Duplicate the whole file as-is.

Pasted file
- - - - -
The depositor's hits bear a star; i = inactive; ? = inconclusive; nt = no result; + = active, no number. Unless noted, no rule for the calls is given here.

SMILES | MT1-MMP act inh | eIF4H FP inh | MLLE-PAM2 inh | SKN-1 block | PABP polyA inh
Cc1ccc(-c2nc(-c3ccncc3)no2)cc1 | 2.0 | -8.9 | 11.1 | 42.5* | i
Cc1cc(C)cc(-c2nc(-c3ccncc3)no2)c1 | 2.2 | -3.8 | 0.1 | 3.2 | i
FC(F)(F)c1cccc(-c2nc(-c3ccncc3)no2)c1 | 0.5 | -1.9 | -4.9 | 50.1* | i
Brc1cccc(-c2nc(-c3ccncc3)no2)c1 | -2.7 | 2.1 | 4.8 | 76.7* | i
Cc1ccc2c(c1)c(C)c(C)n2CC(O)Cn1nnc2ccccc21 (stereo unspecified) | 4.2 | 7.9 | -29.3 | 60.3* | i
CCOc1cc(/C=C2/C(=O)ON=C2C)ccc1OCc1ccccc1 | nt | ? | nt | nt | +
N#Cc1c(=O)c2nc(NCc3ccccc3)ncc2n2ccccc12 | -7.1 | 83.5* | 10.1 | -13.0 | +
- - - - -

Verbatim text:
The depositor's hits bear a star; i = inactive; ? = inconclusive; nt = no result; + = active, no number. Unless noted, no rule for the calls is given here.

SMILES | MT1-MMP act inh | eIF4H FP inh | MLLE-PAM2 inh | SKN-1 block | PABP polyA inh
Cc1ccc(-c2nc(-c3ccncc3)no2)cc1 | 2.0 | -8.9 | 11.1 | 42.5* | i
Cc1cc(C)cc(-c2nc(-c3ccncc3)no2)c1 | 2.2 | -3.8 | 0.1 | 3.2 | i
FC(F)(F)c1cccc(-c2nc(-c3ccncc3)no2)c1 | 0.5 | -1.9 | -4.9 | 50.1* | i
Brc1cccc(-c2nc(-c3ccncc3)no2)c1 | -2.7 | 2.1 | 4.8 | 76.7* | i
Cc1ccc2c(c1)c(C)c(C)n2CC(O)Cn1nnc2ccccc21 (stereo unspecified) | 4.2 | 7.9 | -29.3 | 60.3* | i
CCOc1cc(/C=C2/C(=O)ON=C2C)ccc1OCc1ccccc1 | nt | ? | nt | nt | +
N#Cc1c(=O)c2nc(NCc3ccccc3)ncc2n2ccccc12 | -7.1 | 83.5* | 10.1 | -13.0 | +